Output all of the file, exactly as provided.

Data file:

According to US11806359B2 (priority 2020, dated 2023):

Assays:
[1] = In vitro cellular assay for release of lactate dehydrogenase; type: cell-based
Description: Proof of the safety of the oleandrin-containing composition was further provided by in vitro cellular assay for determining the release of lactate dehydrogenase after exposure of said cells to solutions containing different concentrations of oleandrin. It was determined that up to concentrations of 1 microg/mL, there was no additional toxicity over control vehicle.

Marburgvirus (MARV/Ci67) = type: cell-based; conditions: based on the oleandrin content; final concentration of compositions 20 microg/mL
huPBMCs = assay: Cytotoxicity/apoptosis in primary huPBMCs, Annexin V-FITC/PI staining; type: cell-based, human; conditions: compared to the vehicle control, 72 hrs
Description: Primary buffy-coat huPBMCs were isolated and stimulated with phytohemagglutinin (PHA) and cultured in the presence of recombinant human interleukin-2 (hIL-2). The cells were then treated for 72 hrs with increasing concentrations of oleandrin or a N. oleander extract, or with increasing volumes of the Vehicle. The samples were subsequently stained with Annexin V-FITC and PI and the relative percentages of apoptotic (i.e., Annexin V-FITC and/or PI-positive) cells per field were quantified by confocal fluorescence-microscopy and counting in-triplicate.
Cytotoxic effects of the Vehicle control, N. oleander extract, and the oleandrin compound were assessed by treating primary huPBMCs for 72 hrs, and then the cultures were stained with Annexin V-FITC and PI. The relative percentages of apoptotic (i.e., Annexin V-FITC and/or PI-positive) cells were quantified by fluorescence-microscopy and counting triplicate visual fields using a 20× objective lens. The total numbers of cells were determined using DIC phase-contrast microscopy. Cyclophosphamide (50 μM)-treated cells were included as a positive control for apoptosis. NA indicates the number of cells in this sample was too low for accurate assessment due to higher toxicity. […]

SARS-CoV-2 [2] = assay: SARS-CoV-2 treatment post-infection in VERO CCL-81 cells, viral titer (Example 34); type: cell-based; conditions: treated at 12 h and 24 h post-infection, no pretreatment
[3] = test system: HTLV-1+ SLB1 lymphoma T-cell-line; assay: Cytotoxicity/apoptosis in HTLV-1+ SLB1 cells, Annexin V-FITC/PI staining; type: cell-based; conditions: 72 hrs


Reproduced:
According to US11806359B2 (priority 2020, dated 2023):

Assays:
[1] = In vitro cellular assay for release of lactate dehydrogenase; type: cell-based
Description: Proof of the safety of the oleandrin-containing composition was further provided by in vitro cellular assay for determining the release of lactate dehydrogenase after exposure of said cells to solutions containing different concentrations of oleandrin. It was determined that up to concentrations of 1 microg/mL, there was no additional toxicity over control vehicle.

Marburgvirus (MARV/Ci67) = type: cell-based; conditions: based on the oleandrin content; final concentration of compositions 20 microg/mL
huPBMCs = assay: Cytotoxicity/apoptosis in primary huPBMCs, Annexin V-FITC/PI staining; type: cell-based, human; conditions: compared to the vehicle control, 72 hrs
Description: Primary buffy-coat huPBMCs were isolated and stimulated with phytohemagglutinin (PHA) and cultured in the presence of recombinant human interleukin-2 (hIL-2). The cells were then treated for 72 hrs with increasing concentrations of oleandrin or a N. oleander extract, or with increasing volumes of the Vehicle. The samples were subsequently stained with Annexin V-FITC and PI and the relative percentages of apoptotic (i.e., Annexin V-FITC and/or PI-positive) cells per field were quantified by confocal fluorescence-microscopy and counting in-triplicate.
Cytotoxic effects of the Vehicle control, N. oleander extract, and the oleandrin compound were assessed by treating primary huPBMCs for 72 hrs, and then the cultures were stained with Annexin V-FITC and PI. The relative percentages of apoptotic (i.e., Annexin V-FITC and/or PI-positive) cells were quantified by fluorescence-microscopy and counting triplicate visual fields using a 20× objective lens. The total numbers of cells were determined using DIC phase-contrast microscopy. Cyclophosphamide (50 μM)-treated cells were included as a positive control for apoptosis. NA indicates the number of cells in this sample was too low for accurate assessment due to higher toxicity. […]

SARS-CoV-2 [2] = assay: SARS-CoV-2 treatment post-infection in VERO CCL-81 cells, viral titer (Example 34); type: cell-based; conditions: treated at 12 h and 24 h post-infection, no pretreatment
[3] = test system: HTLV-1+ SLB1 lymphoma T-cell-line; assay: Cytotoxicity/apoptosis in HTLV-1+ SLB1 cells, Annexin V-FITC/PI staining; type: cell-based; conditions: 72 hrs